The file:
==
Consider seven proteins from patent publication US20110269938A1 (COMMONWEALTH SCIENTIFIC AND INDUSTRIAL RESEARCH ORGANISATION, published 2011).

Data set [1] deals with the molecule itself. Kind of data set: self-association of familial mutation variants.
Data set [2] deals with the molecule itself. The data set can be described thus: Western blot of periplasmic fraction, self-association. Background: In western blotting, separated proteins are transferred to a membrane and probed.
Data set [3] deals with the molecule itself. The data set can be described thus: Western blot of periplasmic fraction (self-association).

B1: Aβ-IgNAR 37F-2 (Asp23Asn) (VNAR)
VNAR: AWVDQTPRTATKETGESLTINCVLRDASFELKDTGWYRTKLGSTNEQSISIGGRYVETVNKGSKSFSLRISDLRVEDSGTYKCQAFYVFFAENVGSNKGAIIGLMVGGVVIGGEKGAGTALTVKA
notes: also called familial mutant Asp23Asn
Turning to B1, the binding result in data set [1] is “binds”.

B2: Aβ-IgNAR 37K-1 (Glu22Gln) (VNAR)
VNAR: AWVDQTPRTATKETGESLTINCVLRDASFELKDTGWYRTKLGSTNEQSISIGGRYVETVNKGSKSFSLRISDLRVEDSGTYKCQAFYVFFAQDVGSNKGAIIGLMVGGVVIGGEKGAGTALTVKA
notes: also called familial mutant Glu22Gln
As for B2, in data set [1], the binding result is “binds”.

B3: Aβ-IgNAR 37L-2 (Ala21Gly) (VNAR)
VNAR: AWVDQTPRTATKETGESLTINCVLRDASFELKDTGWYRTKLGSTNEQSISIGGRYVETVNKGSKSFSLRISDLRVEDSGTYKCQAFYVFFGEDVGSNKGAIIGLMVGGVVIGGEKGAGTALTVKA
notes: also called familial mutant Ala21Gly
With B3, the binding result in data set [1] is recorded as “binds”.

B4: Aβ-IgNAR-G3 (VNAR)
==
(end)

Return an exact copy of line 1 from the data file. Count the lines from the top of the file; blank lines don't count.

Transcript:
Consider seven proteins from patent publication US20110269938A1 (COMMONWEALTH SCIENTIFIC AND INDUSTRIAL RESEARCH ORGANISATION, published 2011).